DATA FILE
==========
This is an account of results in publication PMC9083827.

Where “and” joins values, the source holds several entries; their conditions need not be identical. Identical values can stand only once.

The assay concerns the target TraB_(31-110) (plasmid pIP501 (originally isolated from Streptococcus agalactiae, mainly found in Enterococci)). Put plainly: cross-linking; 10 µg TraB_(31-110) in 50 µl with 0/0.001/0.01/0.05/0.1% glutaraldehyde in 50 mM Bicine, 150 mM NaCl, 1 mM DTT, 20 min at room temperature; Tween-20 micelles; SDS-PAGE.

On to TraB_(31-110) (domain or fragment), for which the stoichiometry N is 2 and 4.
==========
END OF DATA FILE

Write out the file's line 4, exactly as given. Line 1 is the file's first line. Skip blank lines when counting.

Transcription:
On to TraB_(31-110) (domain or fragment), for which the stoichiometry N is 2 and 4.